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The enduring stigma of mental illness
The Record-Eagle - 4/18/2021
Apr. 18—TRAVERSE CITY — People don't come to your door with a casserole when you are diagnosed with a mental illness.
So says Cheryl Solowiej, who has been taking care of her two brothers, both struggle with mental illness, for much of her adult life.
"You don't ever have societal support because of the stigma," Solowiej said.
Mary Brock has two adult sons with mental illness. She agrees.
"People steer clear of you because they don't want to hear about it," Brock said.
Solowiej and Brock regularly attend a weekly support group hosted by the local chapter of the National Alliance on Mental Illness.
They've heard some people say mental illness is a choice and those who have it should just toughen up, pull themselves up by their bootstraps, learn to fly right.
It's something that frustrates Solowiej, Brock and others in the support circle. Nobody chooses high blood pressure, diabetes or cancer, and certainly no one would choose to be mentally ill, they say.
"People are not made fun of because they have high blood pressure," said Bob White, whose family member lost a battle with severe depression.
Societal views of mental illness are changing, but they're changing very slowly, said Judy Barrett, the group's facilitator.
Barrett has two adult children who began struggling with mental illness as young teens.
"I was hoping against hope that they weren't really sick, that they were just teenagers, that this would go away, that they would grow out of it," Barrett said.
She has come to accept that's not going to happen. She and others in the group have become adept at navigating the mental health services that are available.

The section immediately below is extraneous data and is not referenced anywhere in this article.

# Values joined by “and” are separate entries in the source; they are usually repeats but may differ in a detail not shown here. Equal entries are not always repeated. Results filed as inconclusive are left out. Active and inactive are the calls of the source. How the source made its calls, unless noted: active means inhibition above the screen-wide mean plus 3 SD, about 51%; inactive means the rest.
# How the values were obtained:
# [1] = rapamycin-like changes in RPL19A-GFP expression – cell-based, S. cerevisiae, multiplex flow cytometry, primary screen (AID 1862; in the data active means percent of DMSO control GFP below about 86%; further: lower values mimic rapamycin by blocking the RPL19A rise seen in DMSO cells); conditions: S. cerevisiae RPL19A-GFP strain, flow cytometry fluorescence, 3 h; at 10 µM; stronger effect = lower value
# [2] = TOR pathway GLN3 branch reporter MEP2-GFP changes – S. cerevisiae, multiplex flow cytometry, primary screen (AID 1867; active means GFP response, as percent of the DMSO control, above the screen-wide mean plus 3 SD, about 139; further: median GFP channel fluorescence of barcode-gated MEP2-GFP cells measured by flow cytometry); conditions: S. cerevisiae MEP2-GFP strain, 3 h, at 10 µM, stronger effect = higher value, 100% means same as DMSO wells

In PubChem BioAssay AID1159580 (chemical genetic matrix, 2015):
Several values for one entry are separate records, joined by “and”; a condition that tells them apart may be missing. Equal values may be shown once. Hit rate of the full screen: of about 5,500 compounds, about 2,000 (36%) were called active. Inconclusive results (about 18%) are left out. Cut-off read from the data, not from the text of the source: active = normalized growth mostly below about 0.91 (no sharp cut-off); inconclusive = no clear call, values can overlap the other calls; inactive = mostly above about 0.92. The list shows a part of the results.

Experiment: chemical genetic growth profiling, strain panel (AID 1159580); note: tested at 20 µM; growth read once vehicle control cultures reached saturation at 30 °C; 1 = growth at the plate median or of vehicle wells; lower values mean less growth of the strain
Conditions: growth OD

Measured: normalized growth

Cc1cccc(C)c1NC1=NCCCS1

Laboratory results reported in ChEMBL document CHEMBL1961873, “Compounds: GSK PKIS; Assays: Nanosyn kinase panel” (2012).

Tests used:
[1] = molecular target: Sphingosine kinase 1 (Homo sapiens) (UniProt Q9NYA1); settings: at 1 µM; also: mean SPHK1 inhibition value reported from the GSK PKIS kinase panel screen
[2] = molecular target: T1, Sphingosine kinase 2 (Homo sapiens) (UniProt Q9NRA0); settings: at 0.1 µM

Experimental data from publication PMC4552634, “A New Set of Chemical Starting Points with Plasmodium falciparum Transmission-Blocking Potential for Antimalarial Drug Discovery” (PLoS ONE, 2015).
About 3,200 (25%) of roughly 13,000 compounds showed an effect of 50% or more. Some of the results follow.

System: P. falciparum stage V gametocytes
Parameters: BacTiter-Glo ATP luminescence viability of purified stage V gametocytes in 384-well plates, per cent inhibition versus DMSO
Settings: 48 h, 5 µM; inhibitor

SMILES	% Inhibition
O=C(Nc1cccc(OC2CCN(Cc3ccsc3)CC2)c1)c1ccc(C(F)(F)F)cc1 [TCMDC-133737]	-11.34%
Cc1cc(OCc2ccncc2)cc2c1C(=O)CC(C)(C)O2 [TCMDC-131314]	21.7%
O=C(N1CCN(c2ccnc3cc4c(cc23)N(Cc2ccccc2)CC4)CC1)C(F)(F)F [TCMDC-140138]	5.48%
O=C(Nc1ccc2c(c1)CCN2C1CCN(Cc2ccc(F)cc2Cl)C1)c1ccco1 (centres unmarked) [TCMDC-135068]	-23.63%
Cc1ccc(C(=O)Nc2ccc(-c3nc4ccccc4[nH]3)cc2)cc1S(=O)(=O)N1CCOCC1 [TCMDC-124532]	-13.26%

Even so, there is never a hospital bed when it's needed, a psychiatrist to prescribe the medications they need, nowhere for them to live.
There is also anosognosia, the symptom that interferes with a severely mentally ill person's ability to understand they are sick. It is the No. 1 reason many with severe illness — schizophrenia or bipolar disorder — do not seek help or refuse medications.
Taking care of someone with a mental illness means constantly dealing with crisis and chaos, they say. It's never knowing what's next, always waiting for the other shoe to drop.
It's putting out fires, being afraid to pick up the phone when it rings and never getting a break.
Frustration, exhaustion, anger and guilt are common.
So is grief.
"You're grieving for the life they will never have," Brock said. "They will never be the people they were destined to be."
Solowiej said her brothers were brilliant before they got sick.
"It all goes," she said. "Some of it is because they're not treated or because they're not treated consistently."
There's also love, unconditional and unending, those moments when everything is right, when the person they once were comes shining through.
"How do I do it?" Solowiej asks. "You just do. You love them."
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